Nozzle engagement is rarely discussed because not many people understand what it truly is. Well, it’s simple, nozzle engagement details the length of the orifice hole. This means that engagement length will impact the flow of adhesive from the module onto the package. So as the engagement increases, making the length of the nozzle orifice longer, the flow of adhesive will decrease. For example, if a nozzle’s specifications are .018″ diameter x .075″ engagement, it means that the length of the .018″ diameter orifice is .075″ in length.
There are a few other key factors, along with engagement, to consider when understanding hot melt adhesive nozzle applicators. Review all of these in order to deliver the correct amount and pattern of glue for the products you are gluing.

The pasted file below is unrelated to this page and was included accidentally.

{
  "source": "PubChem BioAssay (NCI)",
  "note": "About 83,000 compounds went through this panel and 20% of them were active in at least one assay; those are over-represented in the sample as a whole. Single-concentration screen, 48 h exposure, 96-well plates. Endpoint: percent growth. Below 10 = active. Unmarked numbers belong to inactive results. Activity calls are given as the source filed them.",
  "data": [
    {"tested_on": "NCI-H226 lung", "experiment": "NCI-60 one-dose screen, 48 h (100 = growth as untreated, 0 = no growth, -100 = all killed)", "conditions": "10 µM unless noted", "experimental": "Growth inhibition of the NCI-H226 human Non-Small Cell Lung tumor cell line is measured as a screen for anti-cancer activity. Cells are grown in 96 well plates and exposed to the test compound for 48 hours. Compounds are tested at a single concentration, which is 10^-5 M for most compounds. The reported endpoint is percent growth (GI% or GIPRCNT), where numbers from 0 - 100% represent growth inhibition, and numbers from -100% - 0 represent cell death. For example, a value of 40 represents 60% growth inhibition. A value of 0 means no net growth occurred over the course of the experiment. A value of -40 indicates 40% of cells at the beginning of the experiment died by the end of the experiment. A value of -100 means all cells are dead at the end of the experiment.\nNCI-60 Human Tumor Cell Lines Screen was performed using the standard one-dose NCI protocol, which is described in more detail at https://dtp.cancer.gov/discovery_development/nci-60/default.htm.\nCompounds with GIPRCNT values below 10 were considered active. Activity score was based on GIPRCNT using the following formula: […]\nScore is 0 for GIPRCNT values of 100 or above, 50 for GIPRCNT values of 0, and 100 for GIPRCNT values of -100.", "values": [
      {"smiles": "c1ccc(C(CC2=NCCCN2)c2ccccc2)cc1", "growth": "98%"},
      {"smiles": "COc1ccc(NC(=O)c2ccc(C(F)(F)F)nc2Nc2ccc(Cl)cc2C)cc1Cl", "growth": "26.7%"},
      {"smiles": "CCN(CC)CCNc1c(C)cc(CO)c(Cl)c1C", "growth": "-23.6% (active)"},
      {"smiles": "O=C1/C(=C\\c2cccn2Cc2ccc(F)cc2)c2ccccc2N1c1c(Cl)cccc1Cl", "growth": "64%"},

Gluing pattern: Choose from bead, slot or spray pattern, depending on your application
Number of orifices: Single or multiple for adequate coverage
Style of gun: Verify that the nozzle you are choosing is compatible with your gun
Nozzle angle position: Straight or right angle are the most common, but make sure whatever you need suits your application gluing process
Orifice diameter: .008” for reduced flow up to .040” for high flow
Engagement: The length of orifice channel — nozzle seat to nozzle tip
For more information on nozzle engagement, please call (800) 848-5018 or email firstname.lastname@example.org. Universal Systems SE is offering FREE nozzle cleaning kits through the end of June for new clients. Take advantage of this free gift when you order 20 or more nozzles.